hsa-miR-4800-5p4.1±0.030.025764
hsa-miR-61314.08±0.4460.020935
hsa-miR-6724-5p4.07±1.8750.004121
hsa-miR-4745-5p4.04±0.8830.0170519
hsa-miR-642a-3p4±0.9010.011419q13.32
hsa-miR-19733.97±0.4220.003644
hsa-miR-663a3.88±0.3360.0018520p11.1
hsa-miR-4749-5p3.87±0.7220.0005319
hsa-miR-47413.8±0.1680.0036118
hsa-miR-14693.8±0.6520.0003415q26.2
hsa-miR-1228-5p3.8±0.5640.0004712
hsa-miR-44633.78±0.1310.000746
hsa-miR-45053.73±0.4180.0008114
hsa-miR-1915-3p3.72±1.5710.0021910p12.31
hsa-miR-4763-3p3.7±0.4110.0018622
hsa-miR-491-5p3.69±0.8660.000149p21.3
hsa-miR-46513.66±0.8840.001367
hsa-miR-44353.62±1.3080.03972
hsa-miR-12753.62±1.0310.002376
hsa-miR-31803.53±1.9890.0099816
hsa-miR-31-5p3.44±1.150.000199p21.3
hsa-miR-1909-3p3.34±0.8250.0049819p13.3
hsa-miR-3620-5p3.3±0.4720.001821
hsa-miR-149-3p3.21±0.3070.003552q37.3
hsa-miR-4725-3p3.18±0.7110.0003617
hsa-miR-132-3p3.17±2.0480.0024217p13.3
hsa-miR-15873.13±0.5570.0024Xp11.4
hsa-miR-43273.12±0.8430.000821
hsa-miR-4726-5p3.12±0.4540.0008417
hsa-miR-1247-3p3.11±1.0690.0229714q32.31
hsa-miR-486-3p3.1±0.2670.014758p11.21
hsa-miR-1268b3.1±0.5610.0004917
hsa-miR-44973.08±0.3950.0009212
hsa-miR-642b-3p3.06±0.5650.0066719
hsa-miR-937-5p3.06±0.3370.0058q24.3
hsa-miR-4728-5p3.03±1.1610.0487417
hsa-miR-365a-5p3.03±0.2160.0029616p13.12
hsa-miR-3180-3p3.01±0.6060.0003216
hsa-miR-675-5p2.97±1.0270.0274411p15.5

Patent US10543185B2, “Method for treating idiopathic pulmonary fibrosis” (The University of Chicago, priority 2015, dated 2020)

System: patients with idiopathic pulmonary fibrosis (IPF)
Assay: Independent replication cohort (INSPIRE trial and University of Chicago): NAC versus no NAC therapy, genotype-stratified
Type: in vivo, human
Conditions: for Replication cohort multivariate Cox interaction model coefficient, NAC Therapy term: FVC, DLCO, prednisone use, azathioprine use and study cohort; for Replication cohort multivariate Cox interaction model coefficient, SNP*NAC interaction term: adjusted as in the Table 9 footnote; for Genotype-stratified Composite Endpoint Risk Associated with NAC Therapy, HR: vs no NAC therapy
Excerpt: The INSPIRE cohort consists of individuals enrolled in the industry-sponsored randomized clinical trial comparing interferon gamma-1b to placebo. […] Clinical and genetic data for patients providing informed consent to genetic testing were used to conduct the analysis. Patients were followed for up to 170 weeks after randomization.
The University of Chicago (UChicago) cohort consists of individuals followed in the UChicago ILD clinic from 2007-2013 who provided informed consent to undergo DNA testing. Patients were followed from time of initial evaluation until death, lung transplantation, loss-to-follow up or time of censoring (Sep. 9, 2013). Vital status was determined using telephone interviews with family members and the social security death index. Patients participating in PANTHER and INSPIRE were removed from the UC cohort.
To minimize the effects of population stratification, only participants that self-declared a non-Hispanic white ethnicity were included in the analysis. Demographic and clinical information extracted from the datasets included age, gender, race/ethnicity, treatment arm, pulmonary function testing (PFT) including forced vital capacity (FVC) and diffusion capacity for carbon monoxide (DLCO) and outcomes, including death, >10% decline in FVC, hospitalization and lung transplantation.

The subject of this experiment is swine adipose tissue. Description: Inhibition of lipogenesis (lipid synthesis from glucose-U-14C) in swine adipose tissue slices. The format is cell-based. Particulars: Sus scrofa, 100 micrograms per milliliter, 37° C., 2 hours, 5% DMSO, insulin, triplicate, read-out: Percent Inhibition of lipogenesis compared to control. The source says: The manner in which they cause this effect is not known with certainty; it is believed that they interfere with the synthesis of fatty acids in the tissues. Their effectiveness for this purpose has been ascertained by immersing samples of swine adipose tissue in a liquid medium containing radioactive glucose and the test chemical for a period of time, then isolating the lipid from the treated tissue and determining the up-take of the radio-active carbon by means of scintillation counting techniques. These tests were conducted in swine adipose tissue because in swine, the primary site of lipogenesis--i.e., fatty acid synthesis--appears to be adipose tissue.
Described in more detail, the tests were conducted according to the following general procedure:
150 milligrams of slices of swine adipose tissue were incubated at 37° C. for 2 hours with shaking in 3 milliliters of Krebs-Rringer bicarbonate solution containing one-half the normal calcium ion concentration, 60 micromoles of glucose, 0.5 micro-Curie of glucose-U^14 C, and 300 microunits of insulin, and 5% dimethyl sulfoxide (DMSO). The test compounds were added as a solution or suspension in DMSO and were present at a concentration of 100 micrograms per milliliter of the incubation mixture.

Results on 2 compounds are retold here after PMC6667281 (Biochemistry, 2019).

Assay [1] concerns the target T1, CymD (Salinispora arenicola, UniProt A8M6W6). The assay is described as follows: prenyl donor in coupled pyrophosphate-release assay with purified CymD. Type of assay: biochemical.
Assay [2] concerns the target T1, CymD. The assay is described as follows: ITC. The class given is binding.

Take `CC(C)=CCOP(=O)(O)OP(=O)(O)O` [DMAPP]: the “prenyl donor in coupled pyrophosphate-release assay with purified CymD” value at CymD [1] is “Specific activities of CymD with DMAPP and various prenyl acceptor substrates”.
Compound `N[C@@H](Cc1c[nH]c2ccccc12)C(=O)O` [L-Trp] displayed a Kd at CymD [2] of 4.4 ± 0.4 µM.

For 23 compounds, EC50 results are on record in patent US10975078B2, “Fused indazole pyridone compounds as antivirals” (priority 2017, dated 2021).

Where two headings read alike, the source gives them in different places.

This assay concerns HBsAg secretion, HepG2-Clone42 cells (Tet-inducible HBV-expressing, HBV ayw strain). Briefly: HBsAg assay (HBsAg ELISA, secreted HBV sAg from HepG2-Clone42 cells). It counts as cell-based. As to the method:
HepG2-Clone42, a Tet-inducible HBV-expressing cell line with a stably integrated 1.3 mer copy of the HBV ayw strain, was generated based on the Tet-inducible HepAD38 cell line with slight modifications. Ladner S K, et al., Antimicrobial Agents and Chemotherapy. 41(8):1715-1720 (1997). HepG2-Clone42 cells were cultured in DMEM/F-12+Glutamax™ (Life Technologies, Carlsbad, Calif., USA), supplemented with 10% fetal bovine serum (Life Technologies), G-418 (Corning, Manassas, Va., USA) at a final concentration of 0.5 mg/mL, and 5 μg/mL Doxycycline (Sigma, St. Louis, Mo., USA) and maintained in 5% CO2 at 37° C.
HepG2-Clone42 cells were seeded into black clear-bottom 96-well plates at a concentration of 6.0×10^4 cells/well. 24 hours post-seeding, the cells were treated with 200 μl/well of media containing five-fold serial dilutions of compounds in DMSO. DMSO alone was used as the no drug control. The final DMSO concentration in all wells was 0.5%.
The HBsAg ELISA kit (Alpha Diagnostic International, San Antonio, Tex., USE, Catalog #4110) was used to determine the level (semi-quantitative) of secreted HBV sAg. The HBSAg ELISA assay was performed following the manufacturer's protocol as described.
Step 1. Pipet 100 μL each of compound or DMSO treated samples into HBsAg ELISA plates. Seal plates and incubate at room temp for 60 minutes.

hsa-miR-46562.89±0.2750.003587
hsa-miR-42702.83±0.6150.016173
hsa-miR-5001-5p2.83±0.4520.017922
hsa-miR-42572.81±0.2630.000511
hsa-miR-44502.79±1.0730.015474
hsa-miR-45072.79±0.3560.0106814
hsa-miR-39372.77±1.0630.00578X
hsa-miR-513a-5p2.74±0.4420.023Xq27.3
hsa-miR-12022.7±0.0820.000846
hsa-miR-7602.69±0.6340.02431p22.1
hsa-miR-4638-3p2.67±0.3940.019865
hsa-miR-5585-3p2.67±1.3410.006791p35.2
hsa-miR-671-5p2.66±0.8920.006237q36.1
hsa-miR-4655-5p2.65±0.380.001987
hsa-miR-212-3p2.64±0.4480.0200617p13.3
hsa-miR-42992.56±1.7270.0156811
hsa-miR-47062.54±0.7810.0011514
hsa-miR-132-5p2.52±0.4690.0182617p13.3
hsa-miR-4722-5p2.49±0.1160.0195516
hsa-miR-3135b2.48±0.0960.000616
hsa-miR-4732-5p2.48±0.2160.0073717
hsa-miR-4758-5p2.46±0.4870.000220
hsa-miR-23922.4±0.7490.0109214
hsa-miR-44492.37±0.5820.045874
hsa-miR-29a-3p2.36±0.6850.004387q32.3
hsa-miR-6722-3p2.34±0.2820.001759
hsa-miR-37142.31±0.1860.033063
hsa-miR-744-5p2.3±1.1040.0267617p12
hsa-miR-5006-5p2.23±0.6940.0122413
hsa-miR-31412.22±0.6770.002995
hsa-miR-1185-1-3p2.21±0.6980.0312814
hsa-miR-4436b-5p2.19±0.7120.012952
hsa-miR-44172.14±0.5360.006431
hsa-miR-5196-5p2.13±0.420.0044819
hsa-miR-296-5p2.12±0.3830.0072520q13.32
hsa-miR-6722-5p2.11±0.2550.018749
hsa-miR-6142.09±0.5970.0017912p13.1
hsa-miR-3678-3p2.08±0.8050.0444217
hsa-miR-1914-3p2.03±0.4740.0258720q13.33
hsa-miR-4640-5p2.03±0.3710.037836
hsa-miR-44982.03±0.5220.0446212
hsa-miR-194-5p1.97±0.5880.008491q41
hsa-miR-29b-1-5p1.97±0.340.004447q32.3
hsa-miR-4695-5p1.95±0.3520.000971
hsa-miR-4707-5p1.93±0.20.0428614
hsa-miR-4690-5p1.92±0.0980.0181411
hsa-miR-92b-5p1.91±0.4990.005371q22
hsa-miR-44651.9±0.1480.007536
hsa-miR-3679-3p1.88±0.1850.001012
hsa-miR-7111.87±0.5360.01243
hsa-miR-31851.84±0.1610.0103617
hsa-miR-192-5p1.83±0.4640.0209611q13.1
hsa-miR-3701.82±0.5470.0213114q32.2